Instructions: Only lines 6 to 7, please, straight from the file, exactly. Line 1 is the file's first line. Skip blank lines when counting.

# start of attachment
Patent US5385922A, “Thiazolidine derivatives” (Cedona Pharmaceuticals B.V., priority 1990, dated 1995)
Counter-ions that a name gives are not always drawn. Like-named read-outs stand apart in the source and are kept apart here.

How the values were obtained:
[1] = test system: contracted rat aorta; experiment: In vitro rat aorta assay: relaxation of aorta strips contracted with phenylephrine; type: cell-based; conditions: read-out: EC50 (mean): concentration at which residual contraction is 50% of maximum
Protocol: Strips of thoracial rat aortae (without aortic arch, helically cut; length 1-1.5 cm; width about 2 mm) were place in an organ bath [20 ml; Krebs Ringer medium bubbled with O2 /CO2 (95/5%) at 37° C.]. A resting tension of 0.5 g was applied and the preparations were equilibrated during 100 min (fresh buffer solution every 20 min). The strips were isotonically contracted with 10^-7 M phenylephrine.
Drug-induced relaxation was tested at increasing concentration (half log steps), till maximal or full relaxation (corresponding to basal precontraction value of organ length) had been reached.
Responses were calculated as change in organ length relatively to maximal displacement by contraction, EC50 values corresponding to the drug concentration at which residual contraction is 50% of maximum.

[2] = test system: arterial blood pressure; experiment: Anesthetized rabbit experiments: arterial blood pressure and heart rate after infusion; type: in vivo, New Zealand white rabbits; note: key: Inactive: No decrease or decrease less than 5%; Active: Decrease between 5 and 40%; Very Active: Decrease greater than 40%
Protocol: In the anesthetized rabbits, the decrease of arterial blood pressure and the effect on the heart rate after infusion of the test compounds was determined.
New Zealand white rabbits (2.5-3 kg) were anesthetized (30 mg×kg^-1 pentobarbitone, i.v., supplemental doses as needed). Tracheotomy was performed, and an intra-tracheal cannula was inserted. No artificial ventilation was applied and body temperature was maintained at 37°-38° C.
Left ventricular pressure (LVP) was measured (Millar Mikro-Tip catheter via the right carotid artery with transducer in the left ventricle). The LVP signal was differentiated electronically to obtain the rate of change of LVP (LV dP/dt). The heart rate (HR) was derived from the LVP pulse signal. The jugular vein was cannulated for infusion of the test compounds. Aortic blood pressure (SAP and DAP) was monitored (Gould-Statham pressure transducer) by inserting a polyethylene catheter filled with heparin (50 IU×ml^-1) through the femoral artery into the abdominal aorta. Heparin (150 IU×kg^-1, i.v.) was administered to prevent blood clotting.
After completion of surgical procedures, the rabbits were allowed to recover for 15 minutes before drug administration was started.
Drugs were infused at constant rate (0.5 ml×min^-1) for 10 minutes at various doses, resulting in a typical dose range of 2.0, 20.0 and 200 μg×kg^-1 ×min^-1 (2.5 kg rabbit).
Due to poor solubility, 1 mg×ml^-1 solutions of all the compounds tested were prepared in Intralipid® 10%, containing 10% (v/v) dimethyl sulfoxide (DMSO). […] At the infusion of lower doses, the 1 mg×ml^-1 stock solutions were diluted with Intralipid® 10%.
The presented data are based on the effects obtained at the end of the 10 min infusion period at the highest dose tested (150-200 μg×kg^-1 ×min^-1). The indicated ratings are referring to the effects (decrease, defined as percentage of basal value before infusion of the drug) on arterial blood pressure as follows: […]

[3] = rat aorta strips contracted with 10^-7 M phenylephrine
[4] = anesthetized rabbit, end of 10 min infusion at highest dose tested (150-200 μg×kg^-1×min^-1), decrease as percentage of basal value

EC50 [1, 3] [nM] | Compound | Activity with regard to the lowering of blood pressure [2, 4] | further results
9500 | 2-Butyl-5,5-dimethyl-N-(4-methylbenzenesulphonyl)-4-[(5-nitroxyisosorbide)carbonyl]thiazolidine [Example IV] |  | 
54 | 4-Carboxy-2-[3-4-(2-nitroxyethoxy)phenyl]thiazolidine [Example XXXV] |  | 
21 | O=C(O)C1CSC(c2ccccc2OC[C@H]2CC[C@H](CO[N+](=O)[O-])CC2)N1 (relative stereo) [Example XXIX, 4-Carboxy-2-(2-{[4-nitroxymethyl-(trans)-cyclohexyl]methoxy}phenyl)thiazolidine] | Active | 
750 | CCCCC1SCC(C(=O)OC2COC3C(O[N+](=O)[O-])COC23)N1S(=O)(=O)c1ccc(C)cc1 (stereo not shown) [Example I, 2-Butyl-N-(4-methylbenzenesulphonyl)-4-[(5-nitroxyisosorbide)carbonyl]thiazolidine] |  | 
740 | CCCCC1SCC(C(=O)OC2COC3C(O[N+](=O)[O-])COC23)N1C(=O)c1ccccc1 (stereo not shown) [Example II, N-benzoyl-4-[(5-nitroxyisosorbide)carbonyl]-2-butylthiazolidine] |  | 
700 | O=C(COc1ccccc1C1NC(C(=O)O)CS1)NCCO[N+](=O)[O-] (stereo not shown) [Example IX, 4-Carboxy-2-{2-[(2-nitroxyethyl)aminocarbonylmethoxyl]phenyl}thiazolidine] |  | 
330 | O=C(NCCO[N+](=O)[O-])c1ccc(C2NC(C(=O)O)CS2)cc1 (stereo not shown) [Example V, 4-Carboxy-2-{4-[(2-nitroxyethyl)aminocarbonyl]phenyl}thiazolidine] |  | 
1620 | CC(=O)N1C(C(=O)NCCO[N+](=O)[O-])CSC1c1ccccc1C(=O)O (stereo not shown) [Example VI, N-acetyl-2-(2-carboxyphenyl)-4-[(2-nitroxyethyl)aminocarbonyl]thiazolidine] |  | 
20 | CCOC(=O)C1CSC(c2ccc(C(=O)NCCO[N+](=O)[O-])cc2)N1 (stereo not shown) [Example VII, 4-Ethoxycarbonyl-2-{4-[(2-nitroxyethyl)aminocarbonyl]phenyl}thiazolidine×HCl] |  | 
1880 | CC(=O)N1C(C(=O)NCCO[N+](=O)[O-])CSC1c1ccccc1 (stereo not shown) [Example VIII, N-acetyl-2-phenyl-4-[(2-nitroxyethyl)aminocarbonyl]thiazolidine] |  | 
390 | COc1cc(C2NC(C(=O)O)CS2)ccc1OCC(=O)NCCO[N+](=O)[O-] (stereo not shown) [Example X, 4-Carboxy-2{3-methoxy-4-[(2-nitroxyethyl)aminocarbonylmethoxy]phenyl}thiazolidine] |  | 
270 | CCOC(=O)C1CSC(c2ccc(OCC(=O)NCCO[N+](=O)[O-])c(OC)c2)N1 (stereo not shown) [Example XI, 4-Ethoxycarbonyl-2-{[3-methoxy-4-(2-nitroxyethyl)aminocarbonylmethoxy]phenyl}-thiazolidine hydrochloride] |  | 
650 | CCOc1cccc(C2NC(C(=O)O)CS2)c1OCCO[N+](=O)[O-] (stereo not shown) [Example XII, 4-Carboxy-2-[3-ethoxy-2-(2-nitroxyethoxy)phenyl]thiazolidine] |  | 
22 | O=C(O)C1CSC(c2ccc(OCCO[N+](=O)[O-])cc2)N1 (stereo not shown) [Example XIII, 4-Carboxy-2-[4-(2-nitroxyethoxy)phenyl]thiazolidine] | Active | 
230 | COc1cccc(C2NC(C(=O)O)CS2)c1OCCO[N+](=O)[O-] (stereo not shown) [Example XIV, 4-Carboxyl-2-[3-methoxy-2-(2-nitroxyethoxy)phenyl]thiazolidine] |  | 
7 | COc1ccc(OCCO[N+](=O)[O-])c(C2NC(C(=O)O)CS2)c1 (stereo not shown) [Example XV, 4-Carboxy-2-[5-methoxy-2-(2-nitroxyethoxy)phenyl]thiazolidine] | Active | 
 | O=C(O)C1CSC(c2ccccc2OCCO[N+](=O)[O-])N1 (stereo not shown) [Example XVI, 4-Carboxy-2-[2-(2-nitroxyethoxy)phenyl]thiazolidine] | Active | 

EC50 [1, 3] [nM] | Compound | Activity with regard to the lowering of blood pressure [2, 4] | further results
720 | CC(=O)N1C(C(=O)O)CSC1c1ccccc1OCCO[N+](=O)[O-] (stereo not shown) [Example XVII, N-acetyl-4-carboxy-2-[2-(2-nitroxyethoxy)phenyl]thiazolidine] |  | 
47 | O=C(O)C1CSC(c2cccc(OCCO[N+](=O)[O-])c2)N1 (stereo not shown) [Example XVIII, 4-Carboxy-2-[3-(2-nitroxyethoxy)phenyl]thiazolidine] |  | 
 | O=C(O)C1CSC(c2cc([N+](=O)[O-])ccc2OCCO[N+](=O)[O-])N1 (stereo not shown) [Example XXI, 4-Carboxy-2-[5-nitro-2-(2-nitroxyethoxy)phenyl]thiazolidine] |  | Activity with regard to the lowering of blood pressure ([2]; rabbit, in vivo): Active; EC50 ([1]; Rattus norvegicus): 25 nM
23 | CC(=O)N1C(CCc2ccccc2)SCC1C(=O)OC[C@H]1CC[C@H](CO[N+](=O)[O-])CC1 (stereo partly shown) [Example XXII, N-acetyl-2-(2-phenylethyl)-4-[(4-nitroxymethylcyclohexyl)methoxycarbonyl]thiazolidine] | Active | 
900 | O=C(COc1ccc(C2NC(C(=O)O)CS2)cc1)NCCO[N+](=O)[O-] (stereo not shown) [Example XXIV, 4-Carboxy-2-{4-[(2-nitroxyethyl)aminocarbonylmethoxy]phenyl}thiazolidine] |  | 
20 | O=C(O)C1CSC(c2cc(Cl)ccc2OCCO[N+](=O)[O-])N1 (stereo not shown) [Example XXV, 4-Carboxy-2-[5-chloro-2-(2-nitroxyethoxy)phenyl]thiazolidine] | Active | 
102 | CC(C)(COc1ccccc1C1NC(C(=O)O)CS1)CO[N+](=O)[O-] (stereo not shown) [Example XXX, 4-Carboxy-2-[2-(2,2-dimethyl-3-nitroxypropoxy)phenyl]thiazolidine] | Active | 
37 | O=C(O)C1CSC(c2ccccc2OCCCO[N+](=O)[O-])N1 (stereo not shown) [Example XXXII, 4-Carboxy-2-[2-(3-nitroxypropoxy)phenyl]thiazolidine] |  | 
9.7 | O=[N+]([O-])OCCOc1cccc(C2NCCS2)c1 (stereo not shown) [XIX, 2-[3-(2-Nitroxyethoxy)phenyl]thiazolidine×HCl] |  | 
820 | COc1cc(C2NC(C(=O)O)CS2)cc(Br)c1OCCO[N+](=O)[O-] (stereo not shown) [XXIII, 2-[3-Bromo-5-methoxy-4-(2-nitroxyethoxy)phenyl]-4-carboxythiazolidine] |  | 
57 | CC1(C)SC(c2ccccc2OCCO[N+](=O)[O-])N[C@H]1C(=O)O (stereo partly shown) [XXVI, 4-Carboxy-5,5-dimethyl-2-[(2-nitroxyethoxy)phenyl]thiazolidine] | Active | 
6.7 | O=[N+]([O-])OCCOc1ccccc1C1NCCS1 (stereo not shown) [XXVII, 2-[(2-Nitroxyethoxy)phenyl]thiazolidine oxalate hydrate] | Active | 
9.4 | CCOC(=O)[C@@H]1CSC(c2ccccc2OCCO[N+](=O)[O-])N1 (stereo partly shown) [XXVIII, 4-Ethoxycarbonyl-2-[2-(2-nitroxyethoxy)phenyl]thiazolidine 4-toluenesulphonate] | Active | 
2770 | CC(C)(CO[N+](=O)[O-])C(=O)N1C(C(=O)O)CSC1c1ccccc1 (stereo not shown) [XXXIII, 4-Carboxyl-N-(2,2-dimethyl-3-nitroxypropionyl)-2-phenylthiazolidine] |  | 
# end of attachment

Drug-induced relaxation was tested at increasing concentration (half log steps), till maximal or full relaxation (corresponding to basal precontraction value of organ length) had been reached.
Responses were calculated as change in organ length relatively to maximal displacement by contraction, EC50 values corresponding to the drug concentration at which residual contraction is 50% of maximum.